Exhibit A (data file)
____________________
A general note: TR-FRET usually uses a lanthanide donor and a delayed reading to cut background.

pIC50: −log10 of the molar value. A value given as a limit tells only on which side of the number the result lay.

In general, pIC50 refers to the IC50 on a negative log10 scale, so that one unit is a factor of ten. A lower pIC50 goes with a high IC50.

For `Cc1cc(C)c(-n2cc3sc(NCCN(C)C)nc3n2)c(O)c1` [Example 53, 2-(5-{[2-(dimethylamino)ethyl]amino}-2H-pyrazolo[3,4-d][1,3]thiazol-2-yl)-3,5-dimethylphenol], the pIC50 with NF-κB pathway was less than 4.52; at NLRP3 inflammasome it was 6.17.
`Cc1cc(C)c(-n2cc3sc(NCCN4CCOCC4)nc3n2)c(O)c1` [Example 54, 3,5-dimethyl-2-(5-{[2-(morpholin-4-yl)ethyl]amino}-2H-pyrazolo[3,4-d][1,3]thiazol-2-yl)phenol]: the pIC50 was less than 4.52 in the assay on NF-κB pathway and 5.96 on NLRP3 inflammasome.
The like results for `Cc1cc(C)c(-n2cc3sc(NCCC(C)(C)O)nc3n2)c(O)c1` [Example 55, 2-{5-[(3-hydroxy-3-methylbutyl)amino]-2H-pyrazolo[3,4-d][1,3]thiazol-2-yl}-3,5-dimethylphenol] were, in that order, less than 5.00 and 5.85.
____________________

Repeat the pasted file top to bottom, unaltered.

A general note: TR-FRET usually uses a lanthanide donor and a delayed reading to cut background.

pIC50: −log10 of the molar value. A value given as a limit tells only on which side of the number the result lay.

In general, pIC50 refers to the IC50 on a negative log10 scale, so that one unit is a factor of ten. A lower pIC50 goes with a high IC50.

For `Cc1cc(C)c(-n2cc3sc(NCCN(C)C)nc3n2)c(O)c1` [Example 53, 2-(5-{[2-(dimethylamino)ethyl]amino}-2H-pyrazolo[3,4-d][1,3]thiazol-2-yl)-3,5-dimethylphenol], the pIC50 with NF-κB pathway was less than 4.52; at NLRP3 inflammasome it was 6.17.
`Cc1cc(C)c(-n2cc3sc(NCCN4CCOCC4)nc3n2)c(O)c1` [Example 54, 3,5-dimethyl-2-(5-{[2-(morpholin-4-yl)ethyl]amino}-2H-pyrazolo[3,4-d][1,3]thiazol-2-yl)phenol]: the pIC50 was less than 4.52 in the assay on NF-κB pathway and 5.96 on NLRP3 inflammasome.
The like results for `Cc1cc(C)c(-n2cc3sc(NCCC(C)(C)O)nc3n2)c(O)c1` [Example 55, 2-{5-[(3-hydroxy-3-methylbutyl)amino]-2H-pyrazolo[3,4-d][1,3]thiazol-2-yl}-3,5-dimethylphenol] were, in that order, less than 5.00 and 5.85.